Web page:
Given the sheer volume and variety of apps, software and devices available these days, how can farmers and growers possibly hope to know which tech they should use and whether it actually works?
That's precisely the kind of problem which Hartpury’s new Agri-Tech Centre is intended to solve, according to Ben Thompson who is spearheading the initiative at the university and college campus in Gloucestershire.
Speaking to a team from NFU Mutual during a recent tour of the Centre, Ben (pictured above) explained that the University and College’s ambition is for the new £2 million Centre to become a destination for farmers and growers to gain valued access to all kinds of technology and innovative practice.
Ben says: “No matter how deep your pockets, or how complex your requirements, you want to be sure that the that any tech that you’re using is up to the task.
“The Hartpury Agri-Tech Centre is in a unique position. By showcasing commercially proven products and services, we can not only give farmers the chance to see how apps or software or devices perform but – crucially - offer an independent opinion of its capability based on the experience of the people who have tried it out. Ben explains: “Our Centre is an industry-facing facility that will engage with students, farmers and expertise from the wider industry – engaging with 4,000 people each year. By bringing farmers together with developers, both sides can help one another identify commercial problems to be solve in innovative ways, benefitting both businesses.”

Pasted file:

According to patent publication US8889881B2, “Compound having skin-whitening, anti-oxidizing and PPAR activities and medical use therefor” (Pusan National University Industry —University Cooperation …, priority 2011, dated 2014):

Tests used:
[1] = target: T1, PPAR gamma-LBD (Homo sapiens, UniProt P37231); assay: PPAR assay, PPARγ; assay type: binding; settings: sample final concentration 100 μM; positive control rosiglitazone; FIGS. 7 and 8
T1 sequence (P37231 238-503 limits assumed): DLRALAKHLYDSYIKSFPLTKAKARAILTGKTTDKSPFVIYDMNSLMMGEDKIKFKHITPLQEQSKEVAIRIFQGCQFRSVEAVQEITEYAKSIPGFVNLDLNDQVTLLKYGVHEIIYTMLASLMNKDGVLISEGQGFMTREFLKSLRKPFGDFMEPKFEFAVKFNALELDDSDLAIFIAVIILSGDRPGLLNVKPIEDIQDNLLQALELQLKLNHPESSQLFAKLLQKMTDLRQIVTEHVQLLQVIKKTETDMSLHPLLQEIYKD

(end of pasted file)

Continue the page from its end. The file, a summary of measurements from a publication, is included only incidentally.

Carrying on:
The technology being demonstrated will showcase live data from sensors, robotics, software and other tools stationed on working farms nationwide - including the commercial farm on site at Hartpury with its state-of-the-art livestock handling unit with viewing gallery.
In addition to its ability to deliver hands-on experience of existing tech, Ben is determined that the Centre will become a hub for businesses – whether they’re start-ups, scaling up, or established brands - to gauge the views of farmers and growers for tools or service ideas, and work alongside potential users of new tech, before they invest in prototyping or launches.
Ben says: “Innovation isn’t just about the use of technology. It’s about how farmers are able to apply new technologies and techniques in a way which results in more profitable and sustainable businesses. We will be bridging the gap between research and commercial reality, helping make Gloucestershire a go-to region for technology and innovation in agriculture